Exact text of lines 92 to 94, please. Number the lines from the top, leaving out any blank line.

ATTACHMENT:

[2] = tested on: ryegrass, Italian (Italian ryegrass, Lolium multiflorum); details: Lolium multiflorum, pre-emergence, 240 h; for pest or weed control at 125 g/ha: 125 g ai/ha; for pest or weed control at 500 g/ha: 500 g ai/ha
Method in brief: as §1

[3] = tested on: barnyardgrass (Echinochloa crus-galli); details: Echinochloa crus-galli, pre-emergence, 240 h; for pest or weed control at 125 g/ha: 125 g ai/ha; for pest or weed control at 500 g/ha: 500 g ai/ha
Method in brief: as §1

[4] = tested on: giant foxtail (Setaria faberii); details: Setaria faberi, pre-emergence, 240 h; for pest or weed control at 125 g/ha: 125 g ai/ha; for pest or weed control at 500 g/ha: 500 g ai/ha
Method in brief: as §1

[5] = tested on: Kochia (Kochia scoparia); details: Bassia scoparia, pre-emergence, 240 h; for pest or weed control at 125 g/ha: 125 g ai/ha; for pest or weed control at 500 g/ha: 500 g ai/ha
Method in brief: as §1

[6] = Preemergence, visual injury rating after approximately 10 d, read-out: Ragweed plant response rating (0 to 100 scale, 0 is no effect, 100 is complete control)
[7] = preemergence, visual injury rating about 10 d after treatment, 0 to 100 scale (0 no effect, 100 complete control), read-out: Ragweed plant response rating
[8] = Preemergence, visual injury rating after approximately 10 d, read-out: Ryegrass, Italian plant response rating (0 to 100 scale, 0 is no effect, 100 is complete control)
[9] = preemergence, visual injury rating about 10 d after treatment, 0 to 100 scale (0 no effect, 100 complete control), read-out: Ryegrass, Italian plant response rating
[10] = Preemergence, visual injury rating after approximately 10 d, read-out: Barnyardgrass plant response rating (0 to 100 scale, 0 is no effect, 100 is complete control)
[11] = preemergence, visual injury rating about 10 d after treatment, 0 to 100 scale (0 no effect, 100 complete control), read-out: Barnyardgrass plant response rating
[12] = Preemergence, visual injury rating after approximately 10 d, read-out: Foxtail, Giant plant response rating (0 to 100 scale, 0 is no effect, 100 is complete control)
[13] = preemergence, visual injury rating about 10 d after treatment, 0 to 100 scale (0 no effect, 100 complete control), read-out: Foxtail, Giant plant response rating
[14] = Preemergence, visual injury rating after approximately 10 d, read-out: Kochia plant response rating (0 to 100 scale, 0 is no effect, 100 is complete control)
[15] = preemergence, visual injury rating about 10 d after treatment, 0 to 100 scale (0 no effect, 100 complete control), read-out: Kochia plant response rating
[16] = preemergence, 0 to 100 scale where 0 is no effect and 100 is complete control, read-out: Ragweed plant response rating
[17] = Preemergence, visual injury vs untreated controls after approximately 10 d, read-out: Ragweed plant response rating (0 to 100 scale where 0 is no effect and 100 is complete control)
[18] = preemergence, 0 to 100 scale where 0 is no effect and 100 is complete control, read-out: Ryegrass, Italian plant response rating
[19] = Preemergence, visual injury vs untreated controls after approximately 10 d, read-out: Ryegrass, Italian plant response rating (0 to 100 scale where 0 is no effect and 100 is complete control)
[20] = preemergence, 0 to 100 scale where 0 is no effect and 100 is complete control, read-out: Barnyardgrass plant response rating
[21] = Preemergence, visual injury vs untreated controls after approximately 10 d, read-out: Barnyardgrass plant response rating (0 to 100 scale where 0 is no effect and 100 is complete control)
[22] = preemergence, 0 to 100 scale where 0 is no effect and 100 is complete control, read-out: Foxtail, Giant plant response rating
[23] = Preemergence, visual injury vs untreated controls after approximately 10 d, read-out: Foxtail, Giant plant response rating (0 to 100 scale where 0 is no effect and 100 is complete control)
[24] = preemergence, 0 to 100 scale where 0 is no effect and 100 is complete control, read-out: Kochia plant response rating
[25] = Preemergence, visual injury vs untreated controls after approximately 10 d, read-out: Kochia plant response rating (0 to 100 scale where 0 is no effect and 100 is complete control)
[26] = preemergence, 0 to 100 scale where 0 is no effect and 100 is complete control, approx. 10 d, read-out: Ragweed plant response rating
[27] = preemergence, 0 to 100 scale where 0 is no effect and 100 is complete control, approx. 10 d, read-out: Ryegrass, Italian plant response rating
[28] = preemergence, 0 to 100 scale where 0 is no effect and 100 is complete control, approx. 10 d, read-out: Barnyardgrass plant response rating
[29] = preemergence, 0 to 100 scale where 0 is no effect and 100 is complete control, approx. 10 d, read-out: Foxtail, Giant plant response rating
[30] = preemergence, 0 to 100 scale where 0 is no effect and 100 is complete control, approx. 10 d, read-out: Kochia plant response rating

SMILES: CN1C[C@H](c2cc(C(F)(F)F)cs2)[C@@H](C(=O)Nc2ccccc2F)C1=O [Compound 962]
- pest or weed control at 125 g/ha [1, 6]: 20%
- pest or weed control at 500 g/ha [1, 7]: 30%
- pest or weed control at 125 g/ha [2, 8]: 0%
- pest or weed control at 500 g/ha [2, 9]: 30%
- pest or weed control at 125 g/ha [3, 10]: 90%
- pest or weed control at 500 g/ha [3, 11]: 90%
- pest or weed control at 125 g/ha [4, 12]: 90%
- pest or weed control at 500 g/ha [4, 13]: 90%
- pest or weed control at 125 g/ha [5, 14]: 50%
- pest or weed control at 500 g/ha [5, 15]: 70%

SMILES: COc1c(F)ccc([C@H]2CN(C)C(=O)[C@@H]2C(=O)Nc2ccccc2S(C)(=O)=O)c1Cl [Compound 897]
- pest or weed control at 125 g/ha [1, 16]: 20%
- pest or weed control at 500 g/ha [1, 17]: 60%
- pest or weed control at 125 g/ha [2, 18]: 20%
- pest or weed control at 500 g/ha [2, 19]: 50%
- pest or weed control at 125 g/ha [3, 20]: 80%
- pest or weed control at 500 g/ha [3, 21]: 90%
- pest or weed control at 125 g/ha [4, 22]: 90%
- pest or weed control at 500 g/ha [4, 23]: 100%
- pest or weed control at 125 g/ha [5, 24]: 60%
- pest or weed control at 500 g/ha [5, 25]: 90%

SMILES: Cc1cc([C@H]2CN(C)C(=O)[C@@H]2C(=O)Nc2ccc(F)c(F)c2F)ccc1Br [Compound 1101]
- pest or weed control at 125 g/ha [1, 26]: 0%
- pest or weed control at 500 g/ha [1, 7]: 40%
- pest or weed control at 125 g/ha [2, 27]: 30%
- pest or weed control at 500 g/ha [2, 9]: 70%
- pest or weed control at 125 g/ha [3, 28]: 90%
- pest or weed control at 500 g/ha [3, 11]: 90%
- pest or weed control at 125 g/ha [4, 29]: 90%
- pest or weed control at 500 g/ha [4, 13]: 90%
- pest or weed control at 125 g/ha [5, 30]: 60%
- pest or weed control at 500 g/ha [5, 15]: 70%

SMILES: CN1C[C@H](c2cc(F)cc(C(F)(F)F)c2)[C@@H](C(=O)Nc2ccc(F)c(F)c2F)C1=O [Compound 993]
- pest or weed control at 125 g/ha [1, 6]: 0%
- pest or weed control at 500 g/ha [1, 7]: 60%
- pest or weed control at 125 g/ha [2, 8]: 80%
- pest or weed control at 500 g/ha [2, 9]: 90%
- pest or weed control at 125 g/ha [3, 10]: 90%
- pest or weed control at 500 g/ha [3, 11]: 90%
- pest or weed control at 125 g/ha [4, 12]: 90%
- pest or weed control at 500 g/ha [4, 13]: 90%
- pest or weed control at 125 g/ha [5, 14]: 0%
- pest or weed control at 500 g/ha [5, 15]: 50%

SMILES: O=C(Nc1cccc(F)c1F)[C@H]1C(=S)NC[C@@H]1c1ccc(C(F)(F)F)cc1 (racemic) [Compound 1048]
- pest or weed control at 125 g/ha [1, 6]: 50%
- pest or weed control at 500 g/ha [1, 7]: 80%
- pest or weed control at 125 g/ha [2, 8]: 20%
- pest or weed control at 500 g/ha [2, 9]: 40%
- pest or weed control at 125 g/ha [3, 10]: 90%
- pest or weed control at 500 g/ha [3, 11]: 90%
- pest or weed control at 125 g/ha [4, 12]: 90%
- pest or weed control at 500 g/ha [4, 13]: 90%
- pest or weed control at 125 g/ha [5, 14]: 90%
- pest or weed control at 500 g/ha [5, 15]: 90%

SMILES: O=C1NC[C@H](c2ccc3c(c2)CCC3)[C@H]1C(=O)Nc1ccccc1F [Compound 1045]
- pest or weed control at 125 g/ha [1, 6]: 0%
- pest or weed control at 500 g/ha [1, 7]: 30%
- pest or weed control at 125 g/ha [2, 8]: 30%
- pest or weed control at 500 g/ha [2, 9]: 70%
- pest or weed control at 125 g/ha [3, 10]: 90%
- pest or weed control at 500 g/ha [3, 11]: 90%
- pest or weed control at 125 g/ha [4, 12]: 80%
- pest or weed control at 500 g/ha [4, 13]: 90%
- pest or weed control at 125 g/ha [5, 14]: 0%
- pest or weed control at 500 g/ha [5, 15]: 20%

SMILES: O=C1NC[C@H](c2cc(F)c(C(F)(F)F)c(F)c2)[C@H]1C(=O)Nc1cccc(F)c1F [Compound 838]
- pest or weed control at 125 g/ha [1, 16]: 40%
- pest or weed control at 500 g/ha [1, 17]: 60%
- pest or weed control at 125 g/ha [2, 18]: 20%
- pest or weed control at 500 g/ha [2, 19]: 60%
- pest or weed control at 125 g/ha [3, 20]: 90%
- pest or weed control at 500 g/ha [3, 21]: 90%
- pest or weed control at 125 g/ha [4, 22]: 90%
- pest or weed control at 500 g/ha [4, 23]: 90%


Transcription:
- pest or weed control at 125 g/ha [2, 8]: 30%
- pest or weed control at 500 g/ha [2, 9]: 70%
- pest or weed control at 125 g/ha [3, 10]: 90%